Our journey of transformation helped us formulate a new educational framework that can be adapted to any ecosystem level in STEM education – national, regional, municipal, or even the school level, and across the entire education continuum.
The first step is defining the “graduate profile” for STEM knowledge and skills on a national level. This graduate profile will essentially be the collection of knowledge, skills, attitudes, and values required of those completing the K-12 educational process.
Through a well-defined graduate profile in STEM disciplines, Israel can assure that the graduates of its educational system are better prepared to thrive in society, meet the challenges that lay ahead and be better prepared for academic studies.
Once the profile is agreed upon by all relevant parties along the educational continuum – graduate profiles for each stage of the continuum, which are consistent with the goals of the final graduate profile – the result is a holistic perspective that can serve as a basis for executing changes in the national STEM educational process.
Once this stage is complete, it is then necessary to establish platforms at all levels of the national STEM ecosystem for supporting and promoting change:
- Participation in international committees and organizations focusing on STEM education and developing international collaborations – for the purpose of mutual learning, open dialogue and trend analysis;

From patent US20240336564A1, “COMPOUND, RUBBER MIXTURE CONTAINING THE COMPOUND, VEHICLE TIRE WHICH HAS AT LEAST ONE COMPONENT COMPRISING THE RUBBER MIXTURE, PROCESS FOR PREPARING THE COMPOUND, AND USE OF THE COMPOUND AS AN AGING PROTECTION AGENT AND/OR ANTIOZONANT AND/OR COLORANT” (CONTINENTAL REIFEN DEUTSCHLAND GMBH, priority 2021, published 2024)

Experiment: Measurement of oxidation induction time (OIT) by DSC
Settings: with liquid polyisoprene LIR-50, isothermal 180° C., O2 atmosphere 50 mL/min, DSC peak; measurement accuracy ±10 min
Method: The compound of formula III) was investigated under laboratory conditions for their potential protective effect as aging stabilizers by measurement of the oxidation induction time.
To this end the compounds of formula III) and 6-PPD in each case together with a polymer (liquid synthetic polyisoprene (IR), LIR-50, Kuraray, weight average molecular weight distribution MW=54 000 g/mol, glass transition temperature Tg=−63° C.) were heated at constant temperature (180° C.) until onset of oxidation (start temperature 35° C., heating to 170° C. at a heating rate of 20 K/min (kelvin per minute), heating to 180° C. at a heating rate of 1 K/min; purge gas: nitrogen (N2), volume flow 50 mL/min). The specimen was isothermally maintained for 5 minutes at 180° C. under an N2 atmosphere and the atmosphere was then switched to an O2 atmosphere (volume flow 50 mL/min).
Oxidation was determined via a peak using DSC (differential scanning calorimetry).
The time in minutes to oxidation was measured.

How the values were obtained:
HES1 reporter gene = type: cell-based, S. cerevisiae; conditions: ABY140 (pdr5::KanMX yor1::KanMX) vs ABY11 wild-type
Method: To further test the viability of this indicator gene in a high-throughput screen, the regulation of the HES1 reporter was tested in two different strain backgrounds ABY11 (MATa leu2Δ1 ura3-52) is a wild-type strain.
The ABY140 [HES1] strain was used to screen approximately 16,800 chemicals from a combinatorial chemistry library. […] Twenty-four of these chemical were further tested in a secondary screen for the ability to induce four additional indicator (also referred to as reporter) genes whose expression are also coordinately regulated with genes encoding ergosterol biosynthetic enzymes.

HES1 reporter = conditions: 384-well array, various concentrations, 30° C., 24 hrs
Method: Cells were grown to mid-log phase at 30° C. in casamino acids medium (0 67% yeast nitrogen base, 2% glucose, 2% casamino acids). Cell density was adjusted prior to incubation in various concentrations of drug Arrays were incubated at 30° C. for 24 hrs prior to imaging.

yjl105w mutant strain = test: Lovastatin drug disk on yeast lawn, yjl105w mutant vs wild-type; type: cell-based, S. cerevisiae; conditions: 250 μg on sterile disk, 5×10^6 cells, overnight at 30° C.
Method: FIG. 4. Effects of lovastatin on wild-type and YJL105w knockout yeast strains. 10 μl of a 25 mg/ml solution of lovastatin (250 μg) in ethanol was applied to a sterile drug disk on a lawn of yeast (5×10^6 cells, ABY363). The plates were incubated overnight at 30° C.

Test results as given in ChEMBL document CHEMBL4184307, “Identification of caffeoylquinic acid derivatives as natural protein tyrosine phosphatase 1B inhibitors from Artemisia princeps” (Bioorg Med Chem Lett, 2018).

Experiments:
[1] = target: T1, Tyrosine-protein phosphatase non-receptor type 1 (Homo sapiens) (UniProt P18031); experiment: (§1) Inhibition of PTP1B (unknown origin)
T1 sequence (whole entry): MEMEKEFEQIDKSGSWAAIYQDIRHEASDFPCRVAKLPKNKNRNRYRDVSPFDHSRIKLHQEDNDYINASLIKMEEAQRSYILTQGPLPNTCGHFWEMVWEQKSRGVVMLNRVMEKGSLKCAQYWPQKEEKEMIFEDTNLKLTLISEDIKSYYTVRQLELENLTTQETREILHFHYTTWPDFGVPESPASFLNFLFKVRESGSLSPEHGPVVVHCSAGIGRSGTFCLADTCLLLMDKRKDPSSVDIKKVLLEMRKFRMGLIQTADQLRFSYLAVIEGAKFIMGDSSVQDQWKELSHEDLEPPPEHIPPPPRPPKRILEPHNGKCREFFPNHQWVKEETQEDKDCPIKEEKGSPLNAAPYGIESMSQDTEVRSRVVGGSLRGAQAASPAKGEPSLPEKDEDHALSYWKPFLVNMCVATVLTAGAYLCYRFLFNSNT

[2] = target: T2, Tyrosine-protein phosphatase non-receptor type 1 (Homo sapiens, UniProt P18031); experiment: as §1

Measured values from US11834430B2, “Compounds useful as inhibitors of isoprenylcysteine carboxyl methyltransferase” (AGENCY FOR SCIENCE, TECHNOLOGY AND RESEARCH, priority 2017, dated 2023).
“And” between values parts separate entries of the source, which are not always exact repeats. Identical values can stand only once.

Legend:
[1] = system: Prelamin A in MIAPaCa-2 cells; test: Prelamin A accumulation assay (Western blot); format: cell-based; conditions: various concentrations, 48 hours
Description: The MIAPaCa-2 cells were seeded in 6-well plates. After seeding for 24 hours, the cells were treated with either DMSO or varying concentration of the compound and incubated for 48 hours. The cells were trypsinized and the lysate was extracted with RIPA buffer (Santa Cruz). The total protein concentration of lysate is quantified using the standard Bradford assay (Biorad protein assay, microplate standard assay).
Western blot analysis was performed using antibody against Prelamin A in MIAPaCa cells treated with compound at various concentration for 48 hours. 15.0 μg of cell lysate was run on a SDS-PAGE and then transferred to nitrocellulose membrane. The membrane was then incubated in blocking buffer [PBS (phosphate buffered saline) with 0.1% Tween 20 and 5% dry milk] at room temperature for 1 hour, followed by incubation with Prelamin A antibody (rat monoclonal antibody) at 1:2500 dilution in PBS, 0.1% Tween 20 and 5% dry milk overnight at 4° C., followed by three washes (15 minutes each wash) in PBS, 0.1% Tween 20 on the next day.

- A national STEM council for wide-ranging collaboration between the Education Ministry, other government ministries, academia, industry, the IDF, municipalities and NGOs, aimed at developing a multi-year plan with shared goals and learning processes for STEM.
- STEM-based ecosystems around local municipalities for implementing national goals and policies within their school systems and local communities.
- Autonomous and flexible transformation of educational processes within schools – with the support and guidance from the municipal and/or national levels.
ULTIMATELY, DEFINING a graduate profile in the context of STEM education for each stage of the educational continuum is a prerequisite for such a change. At each stage of the educational process, the graduate profile must be clear, and it must correspond with the needs of the next phase of the educational process.
This process is crucial for all stakeholders, including students – who are expected to acquire the tools necessary for personal success; for educators – who need a clear definition of what is expected of them and a future objective to work toward; for the IDF – which requires skilled soldiers capable of fulfilling its missions; for academic faculty – who expect to receive graduates of the educational system who are equipped with the skills that promote in-depth learning; and for the Israeli economy – which is in need of skilled human capital to increase productivity and accelerate processes.
By implementing this transformation in the education system, Israel can go a long way toward preserving its global positioning as a technology superpower as well as strengthening its national resilience.
The writer is the president of Afeka – Academic College of Engineering in Tel Aviv.